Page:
Is tofu still trendy? I mean, it was trendy right? I think it was… it probably still is. Anyways, tofu is yummy. I ate it growing up, but with three brothers and a dad that liked meat, I don’t remember us eating it much as a main dish. The primary use was in miso soup and side dishes. Lucky for me, my husband will only grumble a little bit if we have tofu as our main. Actually, I take that back. He used to grumble, but now either he has learned to like it, or he’s resigned himself to the fact that we will have our non-meat nights. I think it’s really important to take (at least!) a day or two a week where you take a break from meat. I know for sure that my family eats too much of it!
My favorite way to eat tofu for dinner is making tofu “steaks”, because it makes my husband feel a little better about not having meat on the table. Look, it’s basically steak we’re eating! Just kidding. But it’s called steaks, probably because of the shape. You know, just, slabs of tofu. It’s super easy to make, with minimal prep work and time.
You need to drain the tofu, and then drain it again using papertowels and a little bit of weight. Tofu soaks up a lot of the water that it comes packaged in, and it’s best to get a good portion of it out before you throw it on your frying pan! It’s really easy. You just cut your tofu into your “steaks” and then you place them on paper towels on your cutting board, and then more paper towels on top and a cookie sheet or something flat on top of thaaaat and then weight it down a bit, with some cans or something. I sometimes put my tofu straight on the cutting board, then do the paper towels and cookie sheet on top, and tilt it at a slight angle into the sink, so the excess liquid just drains into the sink. I guess it depends on what your sink set-up is, as to whether you can do that or not.
Once your tofu is drained, you just heat some oil in a nonstick and throw them in! A lot of recipes I’ve used in the past have called for coating it in flour, but in this recipe, you aren’t tossing the tofu in the sauce, so I don’t think it’s really necessary! So, easy peasy. Just salt both sides and place it in your pan and cook until golden brown on both sides. If you’re up for it, you can even do the sides, but, you don’t really have to. I did this time around so give them browner edges, but that was purely for aesthetic purposes.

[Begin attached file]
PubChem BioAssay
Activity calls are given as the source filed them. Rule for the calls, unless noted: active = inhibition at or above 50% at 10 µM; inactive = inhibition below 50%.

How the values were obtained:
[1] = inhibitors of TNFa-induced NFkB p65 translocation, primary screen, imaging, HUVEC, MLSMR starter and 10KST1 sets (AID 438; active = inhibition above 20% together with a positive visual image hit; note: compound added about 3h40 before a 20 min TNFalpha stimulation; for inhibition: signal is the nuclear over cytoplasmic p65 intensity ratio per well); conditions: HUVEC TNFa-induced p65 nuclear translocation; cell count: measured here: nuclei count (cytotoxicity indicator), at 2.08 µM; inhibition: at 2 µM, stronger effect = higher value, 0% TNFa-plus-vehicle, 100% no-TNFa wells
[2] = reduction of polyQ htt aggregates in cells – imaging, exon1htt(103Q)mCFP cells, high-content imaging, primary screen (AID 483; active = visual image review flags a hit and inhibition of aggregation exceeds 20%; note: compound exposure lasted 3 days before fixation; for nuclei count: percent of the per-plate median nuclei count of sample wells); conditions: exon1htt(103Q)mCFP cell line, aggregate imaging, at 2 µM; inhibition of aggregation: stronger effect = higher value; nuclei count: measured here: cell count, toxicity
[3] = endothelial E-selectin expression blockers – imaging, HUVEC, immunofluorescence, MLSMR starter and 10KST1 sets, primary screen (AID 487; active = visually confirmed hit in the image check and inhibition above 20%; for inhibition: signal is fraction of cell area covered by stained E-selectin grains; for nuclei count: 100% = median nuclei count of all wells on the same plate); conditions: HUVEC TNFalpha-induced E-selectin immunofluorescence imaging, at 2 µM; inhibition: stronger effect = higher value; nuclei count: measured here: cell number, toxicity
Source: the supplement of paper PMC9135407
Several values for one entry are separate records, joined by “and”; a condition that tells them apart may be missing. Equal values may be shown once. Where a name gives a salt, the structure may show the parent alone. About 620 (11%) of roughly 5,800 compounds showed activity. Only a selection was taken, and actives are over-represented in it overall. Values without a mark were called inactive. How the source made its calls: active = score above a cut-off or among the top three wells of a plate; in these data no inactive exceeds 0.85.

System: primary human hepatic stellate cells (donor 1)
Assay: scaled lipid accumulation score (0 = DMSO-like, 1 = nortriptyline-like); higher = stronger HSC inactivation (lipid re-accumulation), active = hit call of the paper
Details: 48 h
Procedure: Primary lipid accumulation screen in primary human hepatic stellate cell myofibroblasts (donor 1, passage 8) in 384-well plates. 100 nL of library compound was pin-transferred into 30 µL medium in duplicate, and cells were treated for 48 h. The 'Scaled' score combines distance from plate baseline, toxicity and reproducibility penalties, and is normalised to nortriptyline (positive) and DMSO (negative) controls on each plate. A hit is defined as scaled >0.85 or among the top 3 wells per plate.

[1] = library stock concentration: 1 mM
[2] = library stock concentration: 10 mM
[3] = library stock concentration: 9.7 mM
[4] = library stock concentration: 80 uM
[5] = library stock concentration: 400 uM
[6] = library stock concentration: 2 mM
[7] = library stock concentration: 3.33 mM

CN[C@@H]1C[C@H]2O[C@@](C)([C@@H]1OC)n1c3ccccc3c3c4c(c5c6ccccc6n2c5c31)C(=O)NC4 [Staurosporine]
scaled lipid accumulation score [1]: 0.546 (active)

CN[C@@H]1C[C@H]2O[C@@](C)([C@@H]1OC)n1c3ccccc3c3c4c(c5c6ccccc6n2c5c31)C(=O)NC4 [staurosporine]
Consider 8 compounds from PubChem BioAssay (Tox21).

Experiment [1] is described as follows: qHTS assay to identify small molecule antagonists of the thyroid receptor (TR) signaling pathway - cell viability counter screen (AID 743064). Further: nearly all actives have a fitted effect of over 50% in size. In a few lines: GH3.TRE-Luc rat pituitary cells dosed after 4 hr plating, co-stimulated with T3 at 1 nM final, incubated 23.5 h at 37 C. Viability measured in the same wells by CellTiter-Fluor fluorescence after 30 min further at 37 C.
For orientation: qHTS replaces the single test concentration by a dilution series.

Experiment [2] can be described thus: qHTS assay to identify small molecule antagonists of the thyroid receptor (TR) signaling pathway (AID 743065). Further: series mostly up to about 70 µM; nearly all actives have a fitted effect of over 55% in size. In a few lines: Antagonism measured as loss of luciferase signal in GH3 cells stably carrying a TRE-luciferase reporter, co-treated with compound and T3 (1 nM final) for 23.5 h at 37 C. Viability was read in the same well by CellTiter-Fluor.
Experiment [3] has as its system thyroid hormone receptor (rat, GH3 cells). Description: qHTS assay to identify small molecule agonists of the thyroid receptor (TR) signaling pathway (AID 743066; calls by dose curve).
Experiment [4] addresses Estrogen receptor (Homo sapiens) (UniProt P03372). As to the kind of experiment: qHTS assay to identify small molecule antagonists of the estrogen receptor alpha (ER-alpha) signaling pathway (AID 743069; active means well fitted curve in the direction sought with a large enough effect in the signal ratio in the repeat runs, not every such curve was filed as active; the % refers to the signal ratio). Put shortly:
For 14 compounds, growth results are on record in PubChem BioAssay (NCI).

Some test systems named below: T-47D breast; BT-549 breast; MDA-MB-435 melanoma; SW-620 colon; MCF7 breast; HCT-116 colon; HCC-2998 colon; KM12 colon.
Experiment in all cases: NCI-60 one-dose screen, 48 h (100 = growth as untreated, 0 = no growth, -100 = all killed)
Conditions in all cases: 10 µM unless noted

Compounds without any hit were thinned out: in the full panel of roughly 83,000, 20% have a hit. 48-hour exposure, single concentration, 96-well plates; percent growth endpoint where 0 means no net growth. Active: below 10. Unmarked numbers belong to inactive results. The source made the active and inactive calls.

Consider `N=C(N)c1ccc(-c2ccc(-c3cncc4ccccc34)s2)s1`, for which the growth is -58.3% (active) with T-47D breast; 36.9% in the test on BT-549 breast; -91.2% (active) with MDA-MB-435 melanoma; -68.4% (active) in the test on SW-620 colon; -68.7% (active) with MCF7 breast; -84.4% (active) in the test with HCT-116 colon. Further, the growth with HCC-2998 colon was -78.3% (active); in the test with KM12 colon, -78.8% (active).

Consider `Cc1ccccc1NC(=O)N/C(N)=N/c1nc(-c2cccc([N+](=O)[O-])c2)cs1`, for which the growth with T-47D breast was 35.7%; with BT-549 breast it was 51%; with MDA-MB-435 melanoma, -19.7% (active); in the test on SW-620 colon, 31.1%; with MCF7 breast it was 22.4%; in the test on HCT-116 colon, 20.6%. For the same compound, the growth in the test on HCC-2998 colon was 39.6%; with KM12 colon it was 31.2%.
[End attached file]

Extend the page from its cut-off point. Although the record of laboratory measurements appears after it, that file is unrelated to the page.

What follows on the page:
This topping. Oh man, this topping. It gave me a really hard time because, well, it’s delicious (obviously!)… but would you think so from looking at it? If I just looked at these pictures and saw the sauce I’d think… um… what is that. ew. I tossed around the idea in my mind to just ditch this recipe because the sauce just isn’t that PRETTY! I’m really sensitive to… little dots and holes and things. Have you heard of trypophobia? Look it up if you dare!!! I’m not even going to link you to it. I mean, I’m not like, fall to the ground screaming, but I get really uncomfortable and freaked out looking at those pictures. So maybe I’m just extra blah about the sauce and it’s little black sesame DOTS, and normal people will look at it and say, it’s fine, what’s your problem? What do you think? Does the sauce weird you out a bit, or am I the weird one?!
Anyways, the sauce is yummy, I promise. It’s made with miso, aka fermented soy bean paste, which is both delicious and totally good for you. You know how fermented foods are supposed to be the best for you? Yes, another on-trend health ingredient. And THEN you add toasted pecans to it, which gives it this great bite! And on top of that, you have sesame, which is also toasted and delicious. So many great Japanese flavors coming together in this sauce. As I was eating this (for the third time, because, well, recipe testing) it dawned on me that this would also be great on top of avocado! Mmm, creamy slices of avocado. Yup, it’d be great. Someone try it out and get back to me please!